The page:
Students complete investigation into Qatar’s road safety

Students at Northwestern University in Qatar recently completed work on a groundbreaking website that investigates traffic safety in Qatar.

The website, QatarAccidents.org, features original journalism and gives visitors both a rare overview of traffic safety in the country and insight into the experiences traffic accident victims suffer (see video at bottom of this page).

“This is terrific and impressive work,” said Richard J. Roth, senior associate dean of the journalism program

at Northwestern University in Qatar.  “It’s even more impressive to know that they did every bit of this work in just five weeks while taking a full academic course load.”

The students who developed the site did so as part of an advanced multimedia class that teaches students high-level skills in web-basedjournalism. The stories students produced take on all the forms of modern web journalism – written stories, high quality videos, informational graphics, and interactive maps.

“The multimedia aspect of this project is unique to journalism in Qatar,” said Omar Chatriwala, a lecturer in the journalism program who was one of four faculty members to oversee the project. “You don’t often see journalism presented through as many different mediums as our students used on this project,” he said.

Though the stories were told in new and interesting ways, the students used traditional, time-tested reporting practices, relying primarily on interviews with local traffic experts, drivers and car accident victims to uncover facts about Qatar’s road safety.

The project was designed as a means to give students an idea of what working in a newsroom is like before they began their professional residencies in newsrooms around the world this month.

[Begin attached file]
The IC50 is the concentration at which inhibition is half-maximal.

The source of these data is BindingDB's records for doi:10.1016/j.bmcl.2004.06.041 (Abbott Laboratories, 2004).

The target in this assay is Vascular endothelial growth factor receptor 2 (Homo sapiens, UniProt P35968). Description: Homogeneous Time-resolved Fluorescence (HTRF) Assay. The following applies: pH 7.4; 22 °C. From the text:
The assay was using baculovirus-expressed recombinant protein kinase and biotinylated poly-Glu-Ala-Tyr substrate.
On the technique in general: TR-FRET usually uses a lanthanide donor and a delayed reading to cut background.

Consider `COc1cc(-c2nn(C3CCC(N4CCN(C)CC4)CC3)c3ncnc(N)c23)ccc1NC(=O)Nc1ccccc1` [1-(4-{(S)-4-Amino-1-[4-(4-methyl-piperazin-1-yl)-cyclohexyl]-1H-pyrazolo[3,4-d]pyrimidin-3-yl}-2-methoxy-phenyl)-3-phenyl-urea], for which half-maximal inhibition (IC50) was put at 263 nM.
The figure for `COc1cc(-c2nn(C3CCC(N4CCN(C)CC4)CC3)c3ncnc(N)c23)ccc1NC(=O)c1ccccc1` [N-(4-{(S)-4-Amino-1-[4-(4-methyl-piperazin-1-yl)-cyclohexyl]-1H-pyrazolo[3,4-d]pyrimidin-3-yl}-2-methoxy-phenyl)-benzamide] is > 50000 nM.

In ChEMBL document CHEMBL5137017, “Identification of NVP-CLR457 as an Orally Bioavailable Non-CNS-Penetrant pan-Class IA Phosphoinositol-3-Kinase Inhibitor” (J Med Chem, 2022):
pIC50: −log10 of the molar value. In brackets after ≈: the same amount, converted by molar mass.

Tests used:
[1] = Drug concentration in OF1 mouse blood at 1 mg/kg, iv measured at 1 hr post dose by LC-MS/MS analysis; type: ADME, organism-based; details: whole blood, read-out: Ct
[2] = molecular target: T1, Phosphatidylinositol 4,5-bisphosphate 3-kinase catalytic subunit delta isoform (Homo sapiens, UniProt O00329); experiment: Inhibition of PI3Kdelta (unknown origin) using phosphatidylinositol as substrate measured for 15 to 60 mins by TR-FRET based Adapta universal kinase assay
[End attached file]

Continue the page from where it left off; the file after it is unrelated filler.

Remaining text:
The four faculty members who advised the students on the project provided only as much guidance as students needed to successfully complete the project.

“Our goal was to give them a taste of what it’s like to work in a newsroom with as little interference from us as possible,” said Chatriwala.

The site has already earned an enthusiastic readership.

“Thank you for this project,” wrote a reader posting under the name Amirah in the comments section of a story about an accident victim.  “I encounter dangerous driving on Doha roads every day, and it scares and frustrates me.”

The site is a valuable piece of journalism, Roth said.

“If the awareness caused by this site saves just one life or saves one more person from losing the ability to walk, then all the hard work, the late nights and early mornings will have been worth it,” Roth said.  “We are very proud of them and I urge everyone to spend some time on the site.”

The students who developed the site are all female and all juniors in the journalism program. They included Laala Al Jaber, Mai Al-Mannai, Ola Diab, Shannon Farhoud, Camila Ferriera, Rana Khaled, Thouria Mahmoud, Shereena Qazi, Ashlene Ramadan, Zainab Sultan and Nazneen Zahan.